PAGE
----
• You’ll need to use an ear mite product, drops that you put in the ears.  I’ve never found a natural product that works quickly and effectively.  And believe me, I tried everything natural that I researched for cats I rescued and fostered that had ear mites.  Neem oil works by smothering the mites, but it takes pretty long, like several weeks.  You might find it better to use a poison and get it done quicker, as the mites are irritating.  By poison, I mean a product that contains an insecticide.
  • If you have other cats and/or dogs, watch their ears, as the mites can get in theirs as well.

Yeast Infection

  • Can be caused by allergies to grain (corn, wheat, soy, rice, barley, oats) in food, with corn and wheat being highest offenders.  Includes corn meal, corn gluten, wheat gluten.  Even canned foods, mostly the shreds, cubes or other formed morsels, possibly have wheat gluten to hold the morsels into their shapes.  Some pates even contain wheat gluten, for what reason I don’t know.  It should never be in pet food.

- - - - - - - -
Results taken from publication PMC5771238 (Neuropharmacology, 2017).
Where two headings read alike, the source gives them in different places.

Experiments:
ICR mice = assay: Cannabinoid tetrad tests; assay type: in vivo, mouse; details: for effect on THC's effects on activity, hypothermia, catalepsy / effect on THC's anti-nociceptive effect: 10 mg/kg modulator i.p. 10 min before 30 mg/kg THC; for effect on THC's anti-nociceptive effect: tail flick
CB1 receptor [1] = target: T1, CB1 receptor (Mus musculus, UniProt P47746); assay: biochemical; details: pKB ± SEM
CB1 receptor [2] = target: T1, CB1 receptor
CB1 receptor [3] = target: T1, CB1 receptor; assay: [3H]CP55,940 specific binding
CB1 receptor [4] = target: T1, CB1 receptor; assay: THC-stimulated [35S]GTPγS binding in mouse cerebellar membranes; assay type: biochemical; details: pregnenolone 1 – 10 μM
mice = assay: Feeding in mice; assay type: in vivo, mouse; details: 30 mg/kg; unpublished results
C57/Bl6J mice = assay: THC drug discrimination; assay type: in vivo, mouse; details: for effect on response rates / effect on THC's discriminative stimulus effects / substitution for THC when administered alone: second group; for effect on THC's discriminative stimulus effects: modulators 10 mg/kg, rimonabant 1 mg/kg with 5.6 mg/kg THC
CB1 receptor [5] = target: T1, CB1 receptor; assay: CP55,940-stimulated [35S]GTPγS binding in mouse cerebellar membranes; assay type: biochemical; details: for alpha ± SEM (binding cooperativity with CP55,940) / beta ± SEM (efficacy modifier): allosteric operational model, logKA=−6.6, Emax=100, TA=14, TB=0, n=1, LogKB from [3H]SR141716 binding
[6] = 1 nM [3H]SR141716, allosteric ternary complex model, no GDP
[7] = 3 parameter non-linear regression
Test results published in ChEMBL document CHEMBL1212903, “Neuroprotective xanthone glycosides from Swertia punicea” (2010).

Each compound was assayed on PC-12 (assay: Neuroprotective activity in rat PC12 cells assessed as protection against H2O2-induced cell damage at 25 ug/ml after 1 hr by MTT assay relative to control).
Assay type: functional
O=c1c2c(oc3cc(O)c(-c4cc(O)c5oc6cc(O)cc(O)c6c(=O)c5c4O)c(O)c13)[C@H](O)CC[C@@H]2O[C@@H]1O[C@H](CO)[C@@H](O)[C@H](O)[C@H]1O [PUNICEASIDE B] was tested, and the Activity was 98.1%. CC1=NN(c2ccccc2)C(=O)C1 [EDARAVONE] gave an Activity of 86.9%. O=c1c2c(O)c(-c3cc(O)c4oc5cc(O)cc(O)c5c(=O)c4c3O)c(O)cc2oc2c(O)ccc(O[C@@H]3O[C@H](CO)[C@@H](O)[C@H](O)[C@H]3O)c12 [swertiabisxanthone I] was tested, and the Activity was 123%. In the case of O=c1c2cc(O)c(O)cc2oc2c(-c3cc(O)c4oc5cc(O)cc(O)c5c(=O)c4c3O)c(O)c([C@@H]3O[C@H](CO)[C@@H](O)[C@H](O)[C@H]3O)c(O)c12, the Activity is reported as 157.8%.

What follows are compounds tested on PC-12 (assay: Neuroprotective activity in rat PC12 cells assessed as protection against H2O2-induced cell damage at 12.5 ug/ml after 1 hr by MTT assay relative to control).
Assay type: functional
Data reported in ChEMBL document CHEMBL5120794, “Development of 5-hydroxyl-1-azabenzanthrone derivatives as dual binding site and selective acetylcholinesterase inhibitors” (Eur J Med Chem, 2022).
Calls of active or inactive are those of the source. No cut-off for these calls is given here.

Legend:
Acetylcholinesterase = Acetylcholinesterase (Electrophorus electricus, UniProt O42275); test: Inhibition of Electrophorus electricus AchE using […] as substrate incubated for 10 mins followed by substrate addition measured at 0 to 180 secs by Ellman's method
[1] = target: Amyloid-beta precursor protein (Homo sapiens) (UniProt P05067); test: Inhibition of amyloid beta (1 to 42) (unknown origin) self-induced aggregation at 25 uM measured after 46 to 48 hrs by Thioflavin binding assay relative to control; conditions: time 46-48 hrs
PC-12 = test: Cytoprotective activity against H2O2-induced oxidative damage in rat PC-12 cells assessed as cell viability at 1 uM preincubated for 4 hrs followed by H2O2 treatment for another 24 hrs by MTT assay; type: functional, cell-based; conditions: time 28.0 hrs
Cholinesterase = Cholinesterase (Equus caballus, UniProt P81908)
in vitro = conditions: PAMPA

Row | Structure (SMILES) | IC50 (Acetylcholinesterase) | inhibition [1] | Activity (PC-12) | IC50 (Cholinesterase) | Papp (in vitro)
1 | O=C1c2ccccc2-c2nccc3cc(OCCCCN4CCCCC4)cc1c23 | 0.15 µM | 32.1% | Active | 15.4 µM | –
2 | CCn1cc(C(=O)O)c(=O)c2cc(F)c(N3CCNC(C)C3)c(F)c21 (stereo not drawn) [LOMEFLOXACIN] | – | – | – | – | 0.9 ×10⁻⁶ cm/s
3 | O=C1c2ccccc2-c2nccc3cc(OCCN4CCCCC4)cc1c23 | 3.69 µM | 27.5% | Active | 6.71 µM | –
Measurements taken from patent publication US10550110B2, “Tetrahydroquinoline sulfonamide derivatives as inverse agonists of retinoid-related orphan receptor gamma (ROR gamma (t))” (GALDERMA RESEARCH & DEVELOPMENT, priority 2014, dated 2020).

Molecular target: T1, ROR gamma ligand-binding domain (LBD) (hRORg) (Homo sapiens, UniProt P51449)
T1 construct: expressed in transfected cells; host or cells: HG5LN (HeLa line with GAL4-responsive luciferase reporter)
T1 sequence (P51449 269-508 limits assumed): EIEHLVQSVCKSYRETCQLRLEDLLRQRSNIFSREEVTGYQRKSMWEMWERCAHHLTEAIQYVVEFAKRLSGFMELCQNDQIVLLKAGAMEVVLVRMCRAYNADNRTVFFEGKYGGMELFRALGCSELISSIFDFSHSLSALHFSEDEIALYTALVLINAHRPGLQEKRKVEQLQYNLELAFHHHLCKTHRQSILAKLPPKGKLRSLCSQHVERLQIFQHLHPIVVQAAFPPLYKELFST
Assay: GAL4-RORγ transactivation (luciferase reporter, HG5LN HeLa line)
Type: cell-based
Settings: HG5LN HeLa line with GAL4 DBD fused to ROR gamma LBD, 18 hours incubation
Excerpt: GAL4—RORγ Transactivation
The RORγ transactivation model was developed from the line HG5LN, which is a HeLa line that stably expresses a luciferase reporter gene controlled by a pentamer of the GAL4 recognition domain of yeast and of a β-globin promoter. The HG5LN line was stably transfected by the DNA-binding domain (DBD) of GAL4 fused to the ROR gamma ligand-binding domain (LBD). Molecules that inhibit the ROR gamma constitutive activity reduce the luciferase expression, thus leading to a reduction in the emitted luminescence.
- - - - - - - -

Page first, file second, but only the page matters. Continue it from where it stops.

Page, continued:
• Can also be caused by moist environments.
  • Can also be caused by floppy and/or hairy ears, as there is not enough air flow.

Fungal Infection

  • Mostly found in moist environments.  Some of my cats and my dog, Sierra (floppy hairy ears) always had yeast or fungal infections in their ears when we lived in Hawaii.  That was a big downside of living there for many animals.  It never got cold enough for these infections to clear up, and causes so much suffering for animals living in year-round moist environments.  Not to mention, viruses run rampant, and many animals are frequently sick with upper respiratory infections with no relief

Bacterial Infection

  • Often a side effect of a yeast or fungal infection, because the cat is scratching its ears and making open wounds that bacteria get in.
  • Or the cat got into a fight, ear got scratched, bacteria entered wound from other cat’s claws or airborne.